An insurance policy is an agreement between yourself and the insurance company that spells out each party's obligations and benefits. It specifies exactly what is covered by the policy and what payment is expected in return. If you are going to have a mortgage, the financial institution will require you to have homeowners insurance prior to closing. Also, depending on the location of the property, you may also be required to purchase a flood policy.
When you begin shopping for a homeowners policy, keep a few things in mind:
- There are a lot of insurance companies selling homeowners policies and their pricing can vary a great deal. Get at least three quotes.
- Make sure you compare apples to apples by evaluating similar policies.
- Pay attention to price, limits of liability, and deductibles.
- Compare policy terms and conditions among different companies and evaluate coverage, exclusions, and the reputations of various firms.
- Be certain the company you deal with is solid financially. If you ever have a claim, you'll want to know the company is still in business to pay your claim.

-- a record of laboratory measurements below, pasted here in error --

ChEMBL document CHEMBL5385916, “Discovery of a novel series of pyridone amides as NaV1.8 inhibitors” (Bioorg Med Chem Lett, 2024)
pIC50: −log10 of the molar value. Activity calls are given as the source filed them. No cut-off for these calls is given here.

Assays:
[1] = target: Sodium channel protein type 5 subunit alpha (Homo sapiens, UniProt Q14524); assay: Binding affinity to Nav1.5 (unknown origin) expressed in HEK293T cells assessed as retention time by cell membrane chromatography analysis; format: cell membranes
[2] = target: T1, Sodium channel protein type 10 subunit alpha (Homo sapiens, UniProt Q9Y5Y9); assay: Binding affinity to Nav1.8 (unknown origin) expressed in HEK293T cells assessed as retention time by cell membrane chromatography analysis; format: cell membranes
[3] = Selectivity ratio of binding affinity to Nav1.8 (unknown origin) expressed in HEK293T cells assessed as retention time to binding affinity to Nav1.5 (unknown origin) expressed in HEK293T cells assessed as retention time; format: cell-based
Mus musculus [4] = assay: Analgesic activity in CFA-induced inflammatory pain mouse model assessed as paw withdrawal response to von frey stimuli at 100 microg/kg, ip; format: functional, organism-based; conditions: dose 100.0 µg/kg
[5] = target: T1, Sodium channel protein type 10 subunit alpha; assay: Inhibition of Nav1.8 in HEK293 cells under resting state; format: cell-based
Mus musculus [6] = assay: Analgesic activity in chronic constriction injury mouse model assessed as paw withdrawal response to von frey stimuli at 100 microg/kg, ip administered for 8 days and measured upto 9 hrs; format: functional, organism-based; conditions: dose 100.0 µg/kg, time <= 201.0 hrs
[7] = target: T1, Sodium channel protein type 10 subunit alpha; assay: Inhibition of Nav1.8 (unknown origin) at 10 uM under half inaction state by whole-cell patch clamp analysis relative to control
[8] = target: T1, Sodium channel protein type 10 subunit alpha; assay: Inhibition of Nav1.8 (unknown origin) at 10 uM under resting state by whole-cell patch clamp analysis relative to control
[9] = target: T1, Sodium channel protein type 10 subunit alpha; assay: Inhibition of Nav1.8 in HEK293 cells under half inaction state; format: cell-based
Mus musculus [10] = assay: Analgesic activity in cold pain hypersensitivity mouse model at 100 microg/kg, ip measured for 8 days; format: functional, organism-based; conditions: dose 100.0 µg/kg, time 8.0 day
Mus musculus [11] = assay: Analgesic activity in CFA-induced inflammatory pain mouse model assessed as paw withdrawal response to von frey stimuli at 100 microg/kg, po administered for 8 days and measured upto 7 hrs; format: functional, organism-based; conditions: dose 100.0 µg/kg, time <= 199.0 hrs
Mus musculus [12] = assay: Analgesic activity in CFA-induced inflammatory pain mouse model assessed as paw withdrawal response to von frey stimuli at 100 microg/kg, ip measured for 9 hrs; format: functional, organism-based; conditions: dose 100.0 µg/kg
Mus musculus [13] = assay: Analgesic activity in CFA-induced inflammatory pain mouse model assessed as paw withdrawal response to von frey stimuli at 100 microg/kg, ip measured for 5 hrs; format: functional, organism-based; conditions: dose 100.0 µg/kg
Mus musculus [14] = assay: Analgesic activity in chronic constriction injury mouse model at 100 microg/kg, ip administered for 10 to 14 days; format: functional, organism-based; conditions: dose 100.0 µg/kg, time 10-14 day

- The insurance company you choose should handle your claims fairly and answer all of your questions as quickly as possible.
Types of Coverage
- The structure of your home
- This part of the policy pays to repair or rebuild your home if damaged by fire or natural disaster. Protection against floods or earthquakes is not included in the standard policy and must be purchased separately. Make sure you have enough to cover the cost of rebuilding.
- Personal belongings contained in the home
- Most companies provide coverage of 50% to 75% of the value of your home. For example, if your home is worth $100,000, you could receive from $50,000 to $75,000 to replace personal belongings should they be stolen, lost in a fire, or damaged by natural disaster. Items included are furniture, clothes, and other personal items. Coverage of some belongings, like jewelry and televisions, is limited. You may want to purchase additional coverage for special valuables.
- This provides protection from claims or suits brought against you for accidental damage to someone else’s property or accidental bodily injury to others caused by you, a residence employee, or one of your animals. Liability insurance usually provides $100,000 to $500,000 of coverage but some people feel safer with more.
- In the event a friend or neighbor is injured in your home, they are able to submit their medical bills directly to your insurance company. Coverage limits are usually between $1,000 and $5,000 but will not cover you or your family.
- Additional Living Expenses
- If your home is damaged and considered uninhabitable until repairs are made, this coverage will provide money for hotel bills, meals and other living expenses. The average policy pays up to 20% of the insured value of the home but additional coverage is available if desired.